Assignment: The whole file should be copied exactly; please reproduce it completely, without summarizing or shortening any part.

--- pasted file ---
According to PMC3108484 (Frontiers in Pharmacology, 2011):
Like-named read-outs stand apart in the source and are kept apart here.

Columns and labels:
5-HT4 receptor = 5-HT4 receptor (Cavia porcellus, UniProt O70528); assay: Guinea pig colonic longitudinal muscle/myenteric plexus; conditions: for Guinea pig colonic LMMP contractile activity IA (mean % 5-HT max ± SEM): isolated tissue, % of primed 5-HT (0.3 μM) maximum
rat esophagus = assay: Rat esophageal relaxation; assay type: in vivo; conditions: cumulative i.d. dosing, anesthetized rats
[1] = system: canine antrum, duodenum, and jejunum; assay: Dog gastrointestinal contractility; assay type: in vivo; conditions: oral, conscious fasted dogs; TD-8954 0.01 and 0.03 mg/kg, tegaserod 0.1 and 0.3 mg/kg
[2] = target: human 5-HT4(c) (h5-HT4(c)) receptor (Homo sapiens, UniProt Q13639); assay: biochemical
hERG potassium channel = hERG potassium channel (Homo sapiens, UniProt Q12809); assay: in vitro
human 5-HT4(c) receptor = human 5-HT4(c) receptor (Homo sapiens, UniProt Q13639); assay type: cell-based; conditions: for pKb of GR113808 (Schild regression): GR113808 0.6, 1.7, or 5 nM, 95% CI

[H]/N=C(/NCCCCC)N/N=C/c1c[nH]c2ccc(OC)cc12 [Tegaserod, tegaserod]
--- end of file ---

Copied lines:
According to PMC3108484 (Frontiers in Pharmacology, 2011):
Like-named read-outs stand apart in the source and are kept apart here.

Columns and labels:
5-HT4 receptor = 5-HT4 receptor (Cavia porcellus, UniProt O70528); assay: Guinea pig colonic longitudinal muscle/myenteric plexus; conditions: for Guinea pig colonic LMMP contractile activity IA (mean % 5-HT max ± SEM): isolated tissue, % of primed 5-HT (0.3 μM) maximum
rat esophagus = assay: Rat esophageal relaxation; assay type: in vivo; conditions: cumulative i.d. dosing, anesthetized rats
[1] = system: canine antrum, duodenum, and jejunum; assay: Dog gastrointestinal contractility; assay type: in vivo; conditions: oral, conscious fasted dogs; TD-8954 0.01 and 0.03 mg/kg, tegaserod 0.1 and 0.3 mg/kg
[2] = target: human 5-HT4(c) (h5-HT4(c)) receptor (Homo sapiens, UniProt Q13639); assay: biochemical
hERG potassium channel = hERG potassium channel (Homo sapiens, UniProt Q12809); assay: in vitro
human 5-HT4(c) receptor = human 5-HT4(c) receptor (Homo sapiens, UniProt Q13639); assay type: cell-based; conditions: for pKb of GR113808 (Schild regression): GR113808 0.6, 1.7, or 5 nM, 95% CI

[H]/N=C(/NCCCCC)N/N=C/c1c[nH]c2ccc(OC)cc12 [Tegaserod, tegaserod]